Stir in 2 cups flour; cover and allow to sit for 1 hour. 

Gradually stir in the flour until dough is able to be kneaded.  Knead for 10 minutes or longer if needed - until the dough springs back when you poke it.  Tuck edges under rounding it out, place back in bowl.
Cover and let sit for 1 more hour (or should at least double in size.  Mine seems like it could have benefited from a longer rise time).  

Once it rises enough, deflate and put back on your working surface.  

This is enough to make 2 loaves of bread.

For round loaves, form the dough into a smooth ball, tucking the edges under.  Score the top and bake at 425F for 45 min

For pan loaves, adjust cooking time depending on your pan.

Bread winning - Pt. 1

Although I have been cooking for several years, I was never much of a baker.  Only recently has the desire to BAKE ALL THE THINGS!  arisen in me.  A couple of weeks ago I attempted to bake bread using a recipe that a good friend left with me on his last visit.  It ended up a near complete failure.  See, I did not know (rather, was told but forgot) that when baking with whole wheat flour, it's advised to cut it with 50% or more white bread flour.  If you don't, it won't rise.  I learned this the hard way.

The bread my friend had made was with 100% bread flour - something I didn't do because we never eat white bread.  Don't get me wrong, it was delicious, but my husband and I have always been fans of whole wheat bread.  Better flavor, better nutrition.  So I happily picked up a bag of 100% whole wheat flour from the store, naively passing over the bright yellow "better for bread" flour.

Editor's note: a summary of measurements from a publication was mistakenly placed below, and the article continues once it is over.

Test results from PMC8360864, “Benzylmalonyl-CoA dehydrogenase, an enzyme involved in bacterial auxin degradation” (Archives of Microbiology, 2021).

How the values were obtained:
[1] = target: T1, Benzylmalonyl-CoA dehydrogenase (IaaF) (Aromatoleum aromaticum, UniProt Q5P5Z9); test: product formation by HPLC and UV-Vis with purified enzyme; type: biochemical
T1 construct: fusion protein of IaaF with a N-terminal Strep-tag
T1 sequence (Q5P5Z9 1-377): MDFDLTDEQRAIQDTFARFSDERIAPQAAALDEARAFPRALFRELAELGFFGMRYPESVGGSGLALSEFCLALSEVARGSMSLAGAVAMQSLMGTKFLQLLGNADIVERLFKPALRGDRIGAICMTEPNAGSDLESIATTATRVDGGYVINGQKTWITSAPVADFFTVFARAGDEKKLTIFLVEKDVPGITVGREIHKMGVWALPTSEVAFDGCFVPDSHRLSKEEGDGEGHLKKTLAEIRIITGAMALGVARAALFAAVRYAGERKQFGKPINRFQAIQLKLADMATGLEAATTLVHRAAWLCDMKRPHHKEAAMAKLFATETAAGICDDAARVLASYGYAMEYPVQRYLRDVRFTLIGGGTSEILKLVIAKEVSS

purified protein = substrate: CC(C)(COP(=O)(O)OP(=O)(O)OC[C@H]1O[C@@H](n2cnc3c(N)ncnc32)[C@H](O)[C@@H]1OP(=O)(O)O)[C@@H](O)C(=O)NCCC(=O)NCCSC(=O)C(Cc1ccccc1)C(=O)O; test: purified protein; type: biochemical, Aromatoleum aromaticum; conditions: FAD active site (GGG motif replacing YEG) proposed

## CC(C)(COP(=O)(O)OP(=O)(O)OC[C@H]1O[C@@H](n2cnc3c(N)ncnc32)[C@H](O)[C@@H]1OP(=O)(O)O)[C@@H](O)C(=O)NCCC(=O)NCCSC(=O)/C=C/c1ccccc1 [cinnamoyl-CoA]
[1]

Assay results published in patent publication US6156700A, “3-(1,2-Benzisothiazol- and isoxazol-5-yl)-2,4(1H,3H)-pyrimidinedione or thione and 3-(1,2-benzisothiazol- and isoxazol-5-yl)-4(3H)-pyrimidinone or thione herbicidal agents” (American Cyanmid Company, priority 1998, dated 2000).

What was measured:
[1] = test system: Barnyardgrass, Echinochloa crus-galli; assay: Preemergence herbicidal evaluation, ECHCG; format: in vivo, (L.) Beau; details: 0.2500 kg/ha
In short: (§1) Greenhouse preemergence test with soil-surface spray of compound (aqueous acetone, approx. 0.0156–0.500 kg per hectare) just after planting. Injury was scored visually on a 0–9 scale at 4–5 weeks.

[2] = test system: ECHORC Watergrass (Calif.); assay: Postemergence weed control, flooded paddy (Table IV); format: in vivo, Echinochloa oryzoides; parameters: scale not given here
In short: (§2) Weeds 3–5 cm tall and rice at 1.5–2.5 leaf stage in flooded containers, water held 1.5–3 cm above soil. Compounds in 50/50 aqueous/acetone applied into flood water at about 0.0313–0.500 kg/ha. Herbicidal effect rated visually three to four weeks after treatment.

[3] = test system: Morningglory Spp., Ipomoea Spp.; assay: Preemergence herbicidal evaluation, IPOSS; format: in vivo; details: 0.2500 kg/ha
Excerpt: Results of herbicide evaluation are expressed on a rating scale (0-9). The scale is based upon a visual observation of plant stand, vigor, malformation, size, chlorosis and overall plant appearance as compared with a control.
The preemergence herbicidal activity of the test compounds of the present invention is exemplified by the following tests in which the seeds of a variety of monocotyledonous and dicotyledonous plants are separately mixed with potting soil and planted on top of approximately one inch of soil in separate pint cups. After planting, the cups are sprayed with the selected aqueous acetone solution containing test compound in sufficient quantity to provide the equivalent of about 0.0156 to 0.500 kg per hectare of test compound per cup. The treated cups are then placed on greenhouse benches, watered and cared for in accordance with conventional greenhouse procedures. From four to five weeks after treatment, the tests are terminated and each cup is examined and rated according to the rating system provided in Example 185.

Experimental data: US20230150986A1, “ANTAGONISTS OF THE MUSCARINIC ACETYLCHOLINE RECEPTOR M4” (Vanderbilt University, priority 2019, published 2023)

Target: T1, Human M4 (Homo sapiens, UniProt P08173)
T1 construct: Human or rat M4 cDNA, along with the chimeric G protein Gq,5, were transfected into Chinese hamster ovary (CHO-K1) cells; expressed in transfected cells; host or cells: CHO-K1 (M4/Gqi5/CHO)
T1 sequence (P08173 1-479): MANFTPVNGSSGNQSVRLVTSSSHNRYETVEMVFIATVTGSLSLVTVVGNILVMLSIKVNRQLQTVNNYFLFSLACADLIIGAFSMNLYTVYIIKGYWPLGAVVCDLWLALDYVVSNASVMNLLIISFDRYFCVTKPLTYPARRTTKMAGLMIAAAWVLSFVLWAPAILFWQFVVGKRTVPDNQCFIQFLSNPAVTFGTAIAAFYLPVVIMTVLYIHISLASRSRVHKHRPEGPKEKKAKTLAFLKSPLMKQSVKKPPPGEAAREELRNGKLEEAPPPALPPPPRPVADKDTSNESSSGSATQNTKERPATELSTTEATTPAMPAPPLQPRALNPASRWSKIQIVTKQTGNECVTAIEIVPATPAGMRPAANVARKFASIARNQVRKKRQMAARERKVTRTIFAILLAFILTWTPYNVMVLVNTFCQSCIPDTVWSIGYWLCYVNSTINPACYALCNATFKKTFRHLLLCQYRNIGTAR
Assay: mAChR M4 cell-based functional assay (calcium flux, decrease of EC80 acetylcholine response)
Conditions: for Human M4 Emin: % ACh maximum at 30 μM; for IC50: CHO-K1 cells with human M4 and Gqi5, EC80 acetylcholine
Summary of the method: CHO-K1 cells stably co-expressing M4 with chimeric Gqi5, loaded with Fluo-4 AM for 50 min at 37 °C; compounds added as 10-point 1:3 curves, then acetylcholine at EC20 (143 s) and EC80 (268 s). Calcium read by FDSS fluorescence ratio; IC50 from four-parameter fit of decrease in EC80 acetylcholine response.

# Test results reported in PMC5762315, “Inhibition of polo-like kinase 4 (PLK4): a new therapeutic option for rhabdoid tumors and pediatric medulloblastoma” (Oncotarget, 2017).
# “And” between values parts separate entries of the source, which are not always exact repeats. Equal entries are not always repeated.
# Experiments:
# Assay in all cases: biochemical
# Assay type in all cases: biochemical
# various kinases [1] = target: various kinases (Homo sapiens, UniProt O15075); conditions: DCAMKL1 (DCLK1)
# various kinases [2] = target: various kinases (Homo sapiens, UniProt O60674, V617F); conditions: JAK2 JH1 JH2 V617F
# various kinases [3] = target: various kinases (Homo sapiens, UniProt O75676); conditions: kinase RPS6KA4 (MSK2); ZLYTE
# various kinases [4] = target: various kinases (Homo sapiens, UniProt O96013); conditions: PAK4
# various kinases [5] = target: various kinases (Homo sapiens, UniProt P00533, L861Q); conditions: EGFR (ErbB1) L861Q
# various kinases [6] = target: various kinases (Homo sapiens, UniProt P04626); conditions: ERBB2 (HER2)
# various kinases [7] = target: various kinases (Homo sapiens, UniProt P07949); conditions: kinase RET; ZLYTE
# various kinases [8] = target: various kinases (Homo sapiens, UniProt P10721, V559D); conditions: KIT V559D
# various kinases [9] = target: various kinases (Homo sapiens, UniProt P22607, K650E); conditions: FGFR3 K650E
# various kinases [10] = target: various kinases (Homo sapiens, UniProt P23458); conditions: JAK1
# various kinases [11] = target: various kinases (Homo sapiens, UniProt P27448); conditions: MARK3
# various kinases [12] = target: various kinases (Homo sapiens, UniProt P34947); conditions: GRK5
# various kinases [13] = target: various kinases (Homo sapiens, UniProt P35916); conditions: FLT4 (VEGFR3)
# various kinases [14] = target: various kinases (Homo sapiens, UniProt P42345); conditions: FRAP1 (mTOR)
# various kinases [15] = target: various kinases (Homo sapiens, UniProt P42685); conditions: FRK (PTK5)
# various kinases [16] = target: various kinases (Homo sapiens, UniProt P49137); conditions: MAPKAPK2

I came home, as excited as could be, and began the preparations.  I let the starter develop for an hour, and all looked well.  I then added in the rest of the ingredients, and kneaded it for 10 minutes.  I started to get a little scared during the kneading - the dough was very tough to knead, it was splitting, and was not very "bouncy"; not the shiny smooth, sproingy ball that my friend's was.  I crossed my fingers and hoped that if I put it in the pan and let it be, it would miraculously rise.  I came back an hour later to this:

Epic Fail.

Well, shit.   If I were to bake it like that, it would have been nothing more than a delicious brick. At first, I didn't know what to do with it, and I didn't want to throw it out.  Waste is a dirty little 5-letter word.    

Then it hit me...PIZZA!  Sure, the crust would likely be a bit chewy and tough, but more manageable than trying to power through a piece of bread the density of a black hole!  I whipped out my rolling pin and began the transformation.

Dinner was quickly approaching, so I had to think fast - I didn't have any sauce on hand, but I had ingredients!  I threw together what I had, simmered it for roughly 30 minutes, pureed it a couple of ladles at a time in my little 3 cup food processor, and voila!  Pizza sauce.
2 cans diced tomatoes, 3 cloves of garlic,
a big handful of chopped fresh parsley,